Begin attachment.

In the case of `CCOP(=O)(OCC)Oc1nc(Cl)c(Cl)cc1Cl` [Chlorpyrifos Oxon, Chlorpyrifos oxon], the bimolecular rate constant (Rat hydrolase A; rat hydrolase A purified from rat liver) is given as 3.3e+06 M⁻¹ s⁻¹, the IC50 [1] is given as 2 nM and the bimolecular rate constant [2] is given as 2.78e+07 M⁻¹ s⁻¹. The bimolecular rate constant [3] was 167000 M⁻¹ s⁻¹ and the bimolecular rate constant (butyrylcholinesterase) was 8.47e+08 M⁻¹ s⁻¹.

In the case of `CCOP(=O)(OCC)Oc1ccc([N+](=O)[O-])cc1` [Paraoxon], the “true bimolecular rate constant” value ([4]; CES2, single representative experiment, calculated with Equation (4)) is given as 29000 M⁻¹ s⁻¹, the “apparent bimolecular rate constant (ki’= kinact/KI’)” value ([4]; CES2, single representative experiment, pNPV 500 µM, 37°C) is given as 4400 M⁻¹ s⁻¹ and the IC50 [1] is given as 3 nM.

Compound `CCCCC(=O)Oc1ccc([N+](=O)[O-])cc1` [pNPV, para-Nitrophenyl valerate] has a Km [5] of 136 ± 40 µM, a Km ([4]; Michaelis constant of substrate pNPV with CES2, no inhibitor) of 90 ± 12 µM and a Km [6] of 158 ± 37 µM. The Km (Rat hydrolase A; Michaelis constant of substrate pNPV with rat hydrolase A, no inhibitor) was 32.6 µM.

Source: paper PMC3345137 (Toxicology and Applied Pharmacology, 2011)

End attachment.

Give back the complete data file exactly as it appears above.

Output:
In the case of `CCOP(=O)(OCC)Oc1nc(Cl)c(Cl)cc1Cl` [Chlorpyrifos Oxon, Chlorpyrifos oxon], the bimolecular rate constant (Rat hydrolase A; rat hydrolase A purified from rat liver) is given as 3.3e+06 M⁻¹ s⁻¹, the IC50 [1] is given as 2 nM and the bimolecular rate constant [2] is given as 2.78e+07 M⁻¹ s⁻¹. The bimolecular rate constant [3] was 167000 M⁻¹ s⁻¹ and the bimolecular rate constant (butyrylcholinesterase) was 8.47e+08 M⁻¹ s⁻¹.

In the case of `CCOP(=O)(OCC)Oc1ccc([N+](=O)[O-])cc1` [Paraoxon], the “true bimolecular rate constant” value ([4]; CES2, single representative experiment, calculated with Equation (4)) is given as 29000 M⁻¹ s⁻¹, the “apparent bimolecular rate constant (ki’= kinact/KI’)” value ([4]; CES2, single representative experiment, pNPV 500 µM, 37°C) is given as 4400 M⁻¹ s⁻¹ and the IC50 [1] is given as 3 nM.

Compound `CCCCC(=O)Oc1ccc([N+](=O)[O-])cc1` [pNPV, para-Nitrophenyl valerate] has a Km [5] of 136 ± 40 µM, a Km ([4]; Michaelis constant of substrate pNPV with CES2, no inhibitor) of 90 ± 12 µM and a Km [6] of 158 ± 37 µM. The Km (Rat hydrolase A; Michaelis constant of substrate pNPV with rat hydrolase A, no inhibitor) was 32.6 µM.

Source: paper PMC3345137 (Toxicology and Applied Pharmacology, 2011)